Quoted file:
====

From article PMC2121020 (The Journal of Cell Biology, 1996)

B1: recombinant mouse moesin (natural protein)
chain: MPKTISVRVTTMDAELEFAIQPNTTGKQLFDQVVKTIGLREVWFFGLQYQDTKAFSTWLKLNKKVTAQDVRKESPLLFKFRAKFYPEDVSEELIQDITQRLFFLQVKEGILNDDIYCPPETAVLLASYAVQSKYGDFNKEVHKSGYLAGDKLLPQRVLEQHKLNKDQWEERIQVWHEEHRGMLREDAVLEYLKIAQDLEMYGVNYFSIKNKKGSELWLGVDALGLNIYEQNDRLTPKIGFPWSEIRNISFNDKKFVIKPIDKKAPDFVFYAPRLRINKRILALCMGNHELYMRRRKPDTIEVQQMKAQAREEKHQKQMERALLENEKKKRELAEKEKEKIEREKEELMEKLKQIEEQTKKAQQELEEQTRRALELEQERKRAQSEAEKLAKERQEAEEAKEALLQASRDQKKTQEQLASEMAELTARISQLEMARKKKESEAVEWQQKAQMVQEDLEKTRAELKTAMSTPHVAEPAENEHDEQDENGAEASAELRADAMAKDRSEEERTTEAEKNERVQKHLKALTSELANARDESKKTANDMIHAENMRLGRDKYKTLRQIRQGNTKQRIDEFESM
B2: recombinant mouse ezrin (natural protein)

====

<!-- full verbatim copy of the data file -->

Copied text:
From article PMC2121020 (The Journal of Cell Biology, 1996)

B1: recombinant mouse moesin (natural protein)
chain: MPKTISVRVTTMDAELEFAIQPNTTGKQLFDQVVKTIGLREVWFFGLQYQDTKAFSTWLKLNKKVTAQDVRKESPLLFKFRAKFYPEDVSEELIQDITQRLFFLQVKEGILNDDIYCPPETAVLLASYAVQSKYGDFNKEVHKSGYLAGDKLLPQRVLEQHKLNKDQWEERIQVWHEEHRGMLREDAVLEYLKIAQDLEMYGVNYFSIKNKKGSELWLGVDALGLNIYEQNDRLTPKIGFPWSEIRNISFNDKKFVIKPIDKKAPDFVFYAPRLRINKRILALCMGNHELYMRRRKPDTIEVQQMKAQAREEKHQKQMERALLENEKKKRELAEKEKEKIEREKEELMEKLKQIEEQTKKAQQELEEQTRRALELEQERKRAQSEAEKLAKERQEAEEAKEALLQASRDQKKTQEQLASEMAELTARISQLEMARKKKESEAVEWQQKAQMVQEDLEKTRAELKTAMSTPHVAEPAENEHDEQDENGAEASAELRADAMAKDRSEEERTTEAEKNERVQKHLKALTSELANARDESKKTANDMIHAENMRLGRDKYKTLRQIRQGNTKQRIDEFESM
B2: recombinant mouse ezrin (natural protein)